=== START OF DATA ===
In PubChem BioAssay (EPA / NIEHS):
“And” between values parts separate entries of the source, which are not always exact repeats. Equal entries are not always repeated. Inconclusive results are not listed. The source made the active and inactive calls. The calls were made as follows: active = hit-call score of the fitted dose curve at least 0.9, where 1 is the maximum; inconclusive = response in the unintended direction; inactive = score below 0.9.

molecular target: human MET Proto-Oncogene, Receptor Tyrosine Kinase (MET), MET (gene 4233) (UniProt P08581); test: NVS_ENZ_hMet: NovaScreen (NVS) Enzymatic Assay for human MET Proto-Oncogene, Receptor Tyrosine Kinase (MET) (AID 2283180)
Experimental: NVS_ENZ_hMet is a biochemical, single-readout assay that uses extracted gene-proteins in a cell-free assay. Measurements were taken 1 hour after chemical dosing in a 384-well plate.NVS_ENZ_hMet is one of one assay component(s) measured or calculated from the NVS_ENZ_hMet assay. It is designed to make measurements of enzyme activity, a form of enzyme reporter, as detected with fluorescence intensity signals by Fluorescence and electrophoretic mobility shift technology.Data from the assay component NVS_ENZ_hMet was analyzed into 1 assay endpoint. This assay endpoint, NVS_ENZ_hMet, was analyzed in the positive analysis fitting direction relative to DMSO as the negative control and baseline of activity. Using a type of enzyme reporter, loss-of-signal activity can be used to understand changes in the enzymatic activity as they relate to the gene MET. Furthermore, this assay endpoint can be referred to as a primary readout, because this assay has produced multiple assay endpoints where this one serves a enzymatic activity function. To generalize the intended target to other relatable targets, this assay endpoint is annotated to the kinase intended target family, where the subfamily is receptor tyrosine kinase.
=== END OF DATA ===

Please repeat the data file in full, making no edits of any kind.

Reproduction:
In PubChem BioAssay (EPA / NIEHS):
“And” between values parts separate entries of the source, which are not always exact repeats. Equal entries are not always repeated. Inconclusive results are not listed. The source made the active and inactive calls. The calls were made as follows: active = hit-call score of the fitted dose curve at least 0.9, where 1 is the maximum; inconclusive = response in the unintended direction; inactive = score below 0.9.

molecular target: human MET Proto-Oncogene, Receptor Tyrosine Kinase (MET), MET (gene 4233) (UniProt P08581); test: NVS_ENZ_hMet: NovaScreen (NVS) Enzymatic Assay for human MET Proto-Oncogene, Receptor Tyrosine Kinase (MET) (AID 2283180)
Experimental: NVS_ENZ_hMet is a biochemical, single-readout assay that uses extracted gene-proteins in a cell-free assay. Measurements were taken 1 hour after chemical dosing in a 384-well plate.NVS_ENZ_hMet is one of one assay component(s) measured or calculated from the NVS_ENZ_hMet assay. It is designed to make measurements of enzyme activity, a form of enzyme reporter, as detected with fluorescence intensity signals by Fluorescence and electrophoretic mobility shift technology.Data from the assay component NVS_ENZ_hMet was analyzed into 1 assay endpoint. This assay endpoint, NVS_ENZ_hMet, was analyzed in the positive analysis fitting direction relative to DMSO as the negative control and baseline of activity. Using a type of enzyme reporter, loss-of-signal activity can be used to understand changes in the enzymatic activity as they relate to the gene MET. Furthermore, this assay endpoint can be referred to as a primary readout, because this assay has produced multiple assay endpoints where this one serves a enzymatic activity function. To generalize the intended target to other relatable targets, this assay endpoint is annotated to the kinase intended target family, where the subfamily is receptor tyrosine kinase.